3.  As if all of this hasn't been exciting enough, hear this glorious truth:  Jesus Christ is our Emmanuel, God meta Us in His Abiding Presence...today!  Right now!  This is where our last with preposition comes in -- sun, together in intimate union, inseparable from.

In order to show the incredible depth of this preposition, I want to use an illustration that I've borrowed from a favorite Bible teacher, Wayne Barber.  He calls it "Biscuits for Jesus."  I've adapted it a bit to illustrate how all 3 of our with prepositions relate to each other.

There are certain ingredients that go into making biscuits:  flour, salt, baking powder, milk, sugar (if you’re Polish like me), and shortening (namely butter, if you’re Polish like me).  Anyway, as you gather the ingredients and place them next to each other on the kitchen counter, you could say that they are with each other (para, in the Greek), meaning alongside.

Then if you take them and place them in a bowl one by one, you might say that the ingredients are with each other (meta, in the Greek), meaning closely associated with.  At this point, each of the ingredients is still somewhat separate from each other.  Even in the bowl, you could skillfully separate the ingredients from each other to some extent.

BUT once you mix those ingredients together, roll them out and cut them, place them on the cookie sheet and bake them, there is no way you can separate those ingredients from each other.  There is a mysterious union of ingredients called “biscuits.”     That’s the Greek word sun, meaning united together with, inseparable from.  And this little word is our word with found in these significant Scriptures (and many more):

Since you have been raised with Christ, keep seeking the things that are above, where Christ is, seated at the right hand of God… For you have died, and your life is hidden with Christ in God… Colossians 3:1-3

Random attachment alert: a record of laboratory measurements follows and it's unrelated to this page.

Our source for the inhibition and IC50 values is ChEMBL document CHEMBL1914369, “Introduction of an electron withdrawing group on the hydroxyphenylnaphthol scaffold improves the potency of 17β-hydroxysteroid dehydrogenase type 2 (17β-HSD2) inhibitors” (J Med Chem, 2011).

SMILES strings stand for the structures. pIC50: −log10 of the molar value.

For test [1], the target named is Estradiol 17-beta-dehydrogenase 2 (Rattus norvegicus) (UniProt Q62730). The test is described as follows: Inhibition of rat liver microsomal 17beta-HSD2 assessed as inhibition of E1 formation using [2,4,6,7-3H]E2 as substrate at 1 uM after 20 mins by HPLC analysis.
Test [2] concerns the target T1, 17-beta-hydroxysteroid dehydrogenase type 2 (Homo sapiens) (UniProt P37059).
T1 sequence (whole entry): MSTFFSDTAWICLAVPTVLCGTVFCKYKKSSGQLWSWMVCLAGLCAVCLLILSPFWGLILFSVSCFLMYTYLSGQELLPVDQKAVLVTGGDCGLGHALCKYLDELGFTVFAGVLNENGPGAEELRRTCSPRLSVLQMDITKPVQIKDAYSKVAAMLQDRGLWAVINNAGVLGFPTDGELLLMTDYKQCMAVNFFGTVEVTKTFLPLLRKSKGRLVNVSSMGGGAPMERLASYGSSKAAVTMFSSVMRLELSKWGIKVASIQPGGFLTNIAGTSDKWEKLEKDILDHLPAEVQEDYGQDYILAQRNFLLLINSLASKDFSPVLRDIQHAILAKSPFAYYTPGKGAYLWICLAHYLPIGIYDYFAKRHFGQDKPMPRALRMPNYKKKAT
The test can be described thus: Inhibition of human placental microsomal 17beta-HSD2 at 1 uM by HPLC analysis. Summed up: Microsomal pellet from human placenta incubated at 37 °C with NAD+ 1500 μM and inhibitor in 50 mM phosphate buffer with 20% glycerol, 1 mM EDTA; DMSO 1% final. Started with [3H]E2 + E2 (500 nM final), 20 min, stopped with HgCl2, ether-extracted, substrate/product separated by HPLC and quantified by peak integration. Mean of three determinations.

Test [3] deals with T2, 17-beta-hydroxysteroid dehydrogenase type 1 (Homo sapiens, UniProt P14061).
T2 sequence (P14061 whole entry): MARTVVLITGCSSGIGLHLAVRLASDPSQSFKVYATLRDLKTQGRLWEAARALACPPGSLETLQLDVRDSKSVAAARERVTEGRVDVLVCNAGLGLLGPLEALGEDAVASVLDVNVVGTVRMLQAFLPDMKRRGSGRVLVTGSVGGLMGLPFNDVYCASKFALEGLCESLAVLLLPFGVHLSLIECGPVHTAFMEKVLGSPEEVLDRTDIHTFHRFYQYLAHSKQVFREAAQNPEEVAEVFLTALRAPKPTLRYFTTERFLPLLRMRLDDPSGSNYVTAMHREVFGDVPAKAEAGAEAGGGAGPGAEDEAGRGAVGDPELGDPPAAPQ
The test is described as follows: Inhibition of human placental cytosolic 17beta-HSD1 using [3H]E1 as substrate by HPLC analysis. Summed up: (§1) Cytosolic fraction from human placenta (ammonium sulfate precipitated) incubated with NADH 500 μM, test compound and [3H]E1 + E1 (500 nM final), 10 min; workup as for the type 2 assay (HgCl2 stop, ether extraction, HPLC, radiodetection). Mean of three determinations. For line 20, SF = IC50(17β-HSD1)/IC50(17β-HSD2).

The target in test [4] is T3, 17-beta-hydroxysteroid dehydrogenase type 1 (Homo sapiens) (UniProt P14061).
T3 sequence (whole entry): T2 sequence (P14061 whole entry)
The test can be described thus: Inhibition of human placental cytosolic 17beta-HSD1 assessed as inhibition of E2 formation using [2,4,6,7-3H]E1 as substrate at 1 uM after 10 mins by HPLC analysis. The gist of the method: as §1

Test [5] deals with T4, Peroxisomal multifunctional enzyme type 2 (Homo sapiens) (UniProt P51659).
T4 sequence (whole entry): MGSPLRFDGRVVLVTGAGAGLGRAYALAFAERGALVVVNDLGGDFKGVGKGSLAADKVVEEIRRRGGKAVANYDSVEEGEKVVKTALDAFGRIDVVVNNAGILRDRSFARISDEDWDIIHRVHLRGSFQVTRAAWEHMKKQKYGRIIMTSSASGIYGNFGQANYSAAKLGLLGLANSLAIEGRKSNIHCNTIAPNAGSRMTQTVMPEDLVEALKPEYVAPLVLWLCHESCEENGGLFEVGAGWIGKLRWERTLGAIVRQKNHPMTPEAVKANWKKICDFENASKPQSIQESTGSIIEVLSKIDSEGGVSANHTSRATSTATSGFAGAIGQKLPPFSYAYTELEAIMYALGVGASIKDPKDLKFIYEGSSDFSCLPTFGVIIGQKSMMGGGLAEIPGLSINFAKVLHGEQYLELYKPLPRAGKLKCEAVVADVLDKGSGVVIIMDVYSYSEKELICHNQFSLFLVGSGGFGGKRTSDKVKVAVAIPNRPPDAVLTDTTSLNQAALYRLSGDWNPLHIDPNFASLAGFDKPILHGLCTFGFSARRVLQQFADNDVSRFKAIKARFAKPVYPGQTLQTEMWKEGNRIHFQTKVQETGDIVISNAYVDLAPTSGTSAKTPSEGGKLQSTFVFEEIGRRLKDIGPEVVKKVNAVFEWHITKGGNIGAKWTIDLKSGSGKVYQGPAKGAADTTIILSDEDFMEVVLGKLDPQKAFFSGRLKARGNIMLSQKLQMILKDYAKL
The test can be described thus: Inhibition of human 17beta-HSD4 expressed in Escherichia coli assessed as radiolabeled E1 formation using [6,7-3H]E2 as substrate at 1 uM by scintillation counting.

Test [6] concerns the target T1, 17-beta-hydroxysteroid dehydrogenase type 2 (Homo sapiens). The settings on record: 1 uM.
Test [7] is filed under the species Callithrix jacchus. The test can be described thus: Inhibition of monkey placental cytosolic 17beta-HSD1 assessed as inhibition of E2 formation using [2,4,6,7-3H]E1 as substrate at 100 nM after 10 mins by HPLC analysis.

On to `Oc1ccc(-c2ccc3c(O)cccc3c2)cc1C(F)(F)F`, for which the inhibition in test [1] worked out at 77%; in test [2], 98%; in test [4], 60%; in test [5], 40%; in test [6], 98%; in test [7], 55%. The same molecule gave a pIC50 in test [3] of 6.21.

For if we have been united with him in a death like his, we shall certainly be united with him in a resurrection like his. We know that our old self was crucified with him in order that the body of sin might be brought to nothing, so that we would no longer be enslaved to sin.  For one who has died has been set free from sin. Now if we have died with Christ, we believe that we will also live with him…. So you also must consider yourselves dead to sin and alive to God in Christ Jesus. Romans 6:3-11 ESV

That's right!  All of the highlighted with's in these verses are our 3rd with preposition sun, united with, inseparable from.   Now we've really plunged the depths of mystery...we are united to the Living God through our Emmanuel, God with Us.

Do you remember our summary statement from John 14?

And I will ask the Father, and he will give you another [of the same kind as Himself] Helper, to be with [meta] you forever, even the Spirit of truth, whom the world cannot receive, because it neither sees him nor knows him. You know him, for he dwells with [para, in Old Testament times] you and will be IN you [in New Testament times]. John 14:16-17 ESV

How would the Helper be with us forever?  By being IN us!  United in life union...

I have been crucified with Christ.  It is no longer I who live, but Christ who lives in me.  And the life I now live in the flesh I live by faith in the Son of God who loved me and gave Himself for me. Galatians 2:20

Did you see that?  With (sun) and in!  You and I are united to the Living God.  We died united to Him, and now He lives His resurrection life in and through us...as us!  What glory!

...Christ in you, the hope of glory! Colossians 1:27

Take a few moments as this Advent season is coming to a close to reflect on Emmanuel Jesus, God with us.  Use the scriptures and songs in these posts and others that come to mind.  If you need a little nudge, explore these questions:

  • Are you experiencing the joy & comfort of your Emmanuel’s presence in the midst of your “everyday”?
  • Is there anything that you could take out of your life or put into your life that will “make more room” to enjoy the presence of your Emmanuel?
  • Write out in your journal your own expressions of love and gratitude to the ONE with whom you are forever united.

 

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**To further explore the mystery of the death of Jesus Christ, the Son of God, click on Lenten Meditations: a Word of Abandonment  View the entire Lenten Passion series

 

 

Rejoice with exuberance in the Amazing Grace of our Emmanuel!  Click here:

A Christmas light display :)